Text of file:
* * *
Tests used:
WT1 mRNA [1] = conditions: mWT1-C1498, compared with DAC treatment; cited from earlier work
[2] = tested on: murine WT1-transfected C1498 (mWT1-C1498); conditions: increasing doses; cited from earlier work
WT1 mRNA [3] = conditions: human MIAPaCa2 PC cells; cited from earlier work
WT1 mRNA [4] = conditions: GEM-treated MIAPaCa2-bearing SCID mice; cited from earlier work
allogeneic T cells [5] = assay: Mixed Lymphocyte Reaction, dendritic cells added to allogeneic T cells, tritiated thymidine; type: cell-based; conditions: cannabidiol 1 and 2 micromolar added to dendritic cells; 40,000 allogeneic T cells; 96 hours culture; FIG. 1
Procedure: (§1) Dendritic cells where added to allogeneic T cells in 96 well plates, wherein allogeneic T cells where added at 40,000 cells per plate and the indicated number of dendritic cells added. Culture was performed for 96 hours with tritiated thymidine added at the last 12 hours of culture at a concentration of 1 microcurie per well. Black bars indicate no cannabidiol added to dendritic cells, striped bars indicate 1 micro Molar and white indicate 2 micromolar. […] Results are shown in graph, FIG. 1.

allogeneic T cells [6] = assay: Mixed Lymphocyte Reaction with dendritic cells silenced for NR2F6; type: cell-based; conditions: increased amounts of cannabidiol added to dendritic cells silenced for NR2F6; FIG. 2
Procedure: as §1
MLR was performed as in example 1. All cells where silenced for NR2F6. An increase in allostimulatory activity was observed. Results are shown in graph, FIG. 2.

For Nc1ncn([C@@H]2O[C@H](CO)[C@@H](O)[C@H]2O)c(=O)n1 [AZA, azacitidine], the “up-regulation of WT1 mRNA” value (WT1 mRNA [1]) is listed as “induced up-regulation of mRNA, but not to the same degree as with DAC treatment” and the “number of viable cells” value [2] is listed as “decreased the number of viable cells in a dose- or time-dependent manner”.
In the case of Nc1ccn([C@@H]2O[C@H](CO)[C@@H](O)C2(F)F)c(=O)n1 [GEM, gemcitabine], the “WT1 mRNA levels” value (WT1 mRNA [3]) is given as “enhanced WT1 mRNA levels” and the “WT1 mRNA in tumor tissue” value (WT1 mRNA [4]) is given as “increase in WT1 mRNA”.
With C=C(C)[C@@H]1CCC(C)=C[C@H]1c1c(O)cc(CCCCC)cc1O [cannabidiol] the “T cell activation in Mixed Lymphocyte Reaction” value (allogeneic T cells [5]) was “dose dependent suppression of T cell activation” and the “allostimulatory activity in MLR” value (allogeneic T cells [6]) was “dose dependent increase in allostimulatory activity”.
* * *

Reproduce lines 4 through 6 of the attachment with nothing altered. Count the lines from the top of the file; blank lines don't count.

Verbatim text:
WT1 mRNA [3] = conditions: human MIAPaCa2 PC cells; cited from earlier work
WT1 mRNA [4] = conditions: GEM-treated MIAPaCa2-bearing SCID mice; cited from earlier work
allogeneic T cells [5] = assay: Mixed Lymphocyte Reaction, dendritic cells added to allogeneic T cells, tritiated thymidine; type: cell-based; conditions: cannabidiol 1 and 2 micromolar added to dendritic cells; 40,000 allogeneic T cells; 96 hours culture; FIG. 1